How to fix a business credit rating

  • A strong credit rating is an absolute necessity for both an SME or established business. We take you through the recommended steps to get your rating back on the right track.

Seven steps to securing a strong credit rating or borrowing

  1. Gaining a business credit report in the first place

    A commercial credit report is a powerful tool. Not only can you obtain your own score as a business owner, but also competitors and suppliers; and you can be sure they’ll be looking at yours. As an example of what can be obtained, Experian can assess a company’s cash flow risk and suggested credit limit. Some credit agencies also supply you with the factors that are affecting your score, which will help you target where you can improve. Expect to pay around £10 per month for your own report.
  2. Good practice

    Paying invoices late damages your reputation and your relationship with others, and possibly impinges on their business as well. Install a policy of paying invoices within an agreed time frame or at least 30 days, and ensure that all staff are aware of this throughout the company. In late 2015 Experian reported that the problem of late payments was getting worse, with 51% of companies waiting more than 30 days to be paid and 23% stating that late payments had put them at risk of closure.
  3. Paying bills/loans on time

    Late payments on bills (to include utilities, insurance, mobile phone contracts, etc) can damage a credit score, particularly if there is a cluster of missed payments in a short space of time. Missing repayments on a credit card may not only incur a penalty charge, but also a shift onto a higher interest rate.
  4. Review current finances and move to lower interest rates

    The faster you can pay off debt without putting yourself in financial trouble, the better. Swapping to a loan with a better interest rate will reduce the temptation that you may have in the early stages of the SME to use your personal credit cards. Using credit cards to make pricey cash withdrawals and missing repayments can be costly. The latter may not only incur a penalty charge, but also a shift onto a higher interest rate; for example, a shift from a 15% interest rate on a £20,000 credit card debt paying £1,000 a month to 18%, will take your interest from £2,922 up to £3,594 – in just a two-year repayment schedule. Also, be wary of any suspicious behaviour around customers paying with credit cards or paying online.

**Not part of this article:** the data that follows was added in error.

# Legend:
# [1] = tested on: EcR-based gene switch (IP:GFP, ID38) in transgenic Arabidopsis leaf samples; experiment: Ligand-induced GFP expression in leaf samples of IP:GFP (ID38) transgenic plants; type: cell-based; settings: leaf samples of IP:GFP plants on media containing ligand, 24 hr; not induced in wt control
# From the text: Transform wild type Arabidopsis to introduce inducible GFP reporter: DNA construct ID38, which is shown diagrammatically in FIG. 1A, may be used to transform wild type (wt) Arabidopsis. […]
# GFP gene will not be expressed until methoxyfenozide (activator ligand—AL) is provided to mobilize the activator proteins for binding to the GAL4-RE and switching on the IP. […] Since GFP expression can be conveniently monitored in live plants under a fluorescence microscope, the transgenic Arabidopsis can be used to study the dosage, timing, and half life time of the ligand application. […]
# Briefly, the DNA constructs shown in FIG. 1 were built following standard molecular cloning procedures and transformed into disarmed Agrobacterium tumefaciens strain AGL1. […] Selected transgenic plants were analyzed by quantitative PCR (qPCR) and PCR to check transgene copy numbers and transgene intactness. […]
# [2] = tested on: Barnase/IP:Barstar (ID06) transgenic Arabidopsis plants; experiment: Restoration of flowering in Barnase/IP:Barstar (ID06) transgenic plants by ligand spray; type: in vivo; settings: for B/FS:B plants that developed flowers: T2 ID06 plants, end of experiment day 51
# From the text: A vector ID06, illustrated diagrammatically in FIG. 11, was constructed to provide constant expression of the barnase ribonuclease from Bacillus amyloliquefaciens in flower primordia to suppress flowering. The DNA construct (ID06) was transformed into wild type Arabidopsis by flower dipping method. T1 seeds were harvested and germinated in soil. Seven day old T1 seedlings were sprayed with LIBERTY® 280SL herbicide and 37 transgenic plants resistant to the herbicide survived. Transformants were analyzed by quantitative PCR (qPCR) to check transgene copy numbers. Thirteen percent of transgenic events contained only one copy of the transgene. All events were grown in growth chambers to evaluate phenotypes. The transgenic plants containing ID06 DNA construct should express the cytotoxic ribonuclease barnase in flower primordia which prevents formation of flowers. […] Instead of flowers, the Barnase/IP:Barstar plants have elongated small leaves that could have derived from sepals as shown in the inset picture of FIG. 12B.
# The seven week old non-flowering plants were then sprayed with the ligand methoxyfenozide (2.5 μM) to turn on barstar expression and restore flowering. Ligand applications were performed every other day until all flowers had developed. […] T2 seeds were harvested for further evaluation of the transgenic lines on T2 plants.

5. Avoiding county court judgments

    If you owe money to people such as a supplier, creditor or contractor they can apply to the county court for a judgment against you, which will stay on your record for six years, unless your debt is paid off within a month. This will adversely affect your credit rating and your ability to get a mortgage or loan, as it may be a warning of a company in distress. Some SME lenders will take a look at the overall picture when you apply - so if a customer let you down in the past but you managed to recover you can explain this in your application – but the better option is to obviously avoid CCJs altogether.
  6. Employing the right people

    This applies at all levels; if you bring in senior staff with a history of running or rescuing businesses, you might quickly reap the benefits. If you’re setting up, a partner director with a good track record in start-ups might be a good move, as credit agencies check directors and their past successes. Not only will a director have more experience (and perhaps cash) in a particular field, but also potentially more contacts who might supply new investment and revenue streams
  7. Diversification of customers

    We mentioned above the fact that it’s possible, indeed advisable, to gain the credit ratings of suppliers and customers. You’ll probably find a diversity of scores and with that in mind, relying on a handful of high-risk clients/partner companies will leave you and your business vulnerable if they are struggling financially. Keep searching for new and interesting possibilities.

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